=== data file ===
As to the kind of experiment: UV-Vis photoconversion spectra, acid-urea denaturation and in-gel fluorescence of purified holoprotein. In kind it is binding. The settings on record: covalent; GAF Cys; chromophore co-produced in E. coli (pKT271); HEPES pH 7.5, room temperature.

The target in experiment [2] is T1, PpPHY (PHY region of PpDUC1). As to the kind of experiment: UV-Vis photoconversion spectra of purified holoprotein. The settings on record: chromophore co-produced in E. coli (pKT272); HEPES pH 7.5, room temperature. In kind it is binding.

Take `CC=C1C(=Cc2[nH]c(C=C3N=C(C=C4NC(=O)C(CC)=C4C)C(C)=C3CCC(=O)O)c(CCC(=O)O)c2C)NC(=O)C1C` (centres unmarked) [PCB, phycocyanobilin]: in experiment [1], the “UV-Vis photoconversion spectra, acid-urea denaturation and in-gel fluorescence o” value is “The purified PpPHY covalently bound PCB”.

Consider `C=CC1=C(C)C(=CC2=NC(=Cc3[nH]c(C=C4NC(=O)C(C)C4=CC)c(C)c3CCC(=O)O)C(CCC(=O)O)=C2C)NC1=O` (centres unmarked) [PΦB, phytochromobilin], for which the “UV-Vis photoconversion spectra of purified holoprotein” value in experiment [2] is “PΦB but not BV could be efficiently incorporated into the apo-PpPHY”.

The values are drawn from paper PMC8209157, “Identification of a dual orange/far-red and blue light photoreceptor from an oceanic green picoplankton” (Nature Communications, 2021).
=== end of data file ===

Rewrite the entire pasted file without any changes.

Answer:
As to the kind of experiment: UV-Vis photoconversion spectra, acid-urea denaturation and in-gel fluorescence of purified holoprotein. In kind it is binding. The settings on record: covalent; GAF Cys; chromophore co-produced in E. coli (pKT271); HEPES pH 7.5, room temperature.

The target in experiment [2] is T1, PpPHY (PHY region of PpDUC1). As to the kind of experiment: UV-Vis photoconversion spectra of purified holoprotein. The settings on record: chromophore co-produced in E. coli (pKT272); HEPES pH 7.5, room temperature. In kind it is binding.

Take `CC=C1C(=Cc2[nH]c(C=C3N=C(C=C4NC(=O)C(CC)=C4C)C(C)=C3CCC(=O)O)c(CCC(=O)O)c2C)NC(=O)C1C` (centres unmarked) [PCB, phycocyanobilin]: in experiment [1], the “UV-Vis photoconversion spectra, acid-urea denaturation and in-gel fluorescence o” value is “The purified PpPHY covalently bound PCB”.

Consider `C=CC1=C(C)C(=CC2=NC(=Cc3[nH]c(C=C4NC(=O)C(C)C4=CC)c(C)c3CCC(=O)O)C(CCC(=O)O)=C2C)NC1=O` (centres unmarked) [PΦB, phytochromobilin], for which the “UV-Vis photoconversion spectra of purified holoprotein” value in experiment [2] is “PΦB but not BV could be efficiently incorporated into the apo-PpPHY”.

The values are drawn from paper PMC8209157, “Identification of a dual orange/far-red and blue light photoreceptor from an oceanic green picoplankton” (Nature Communications, 2021).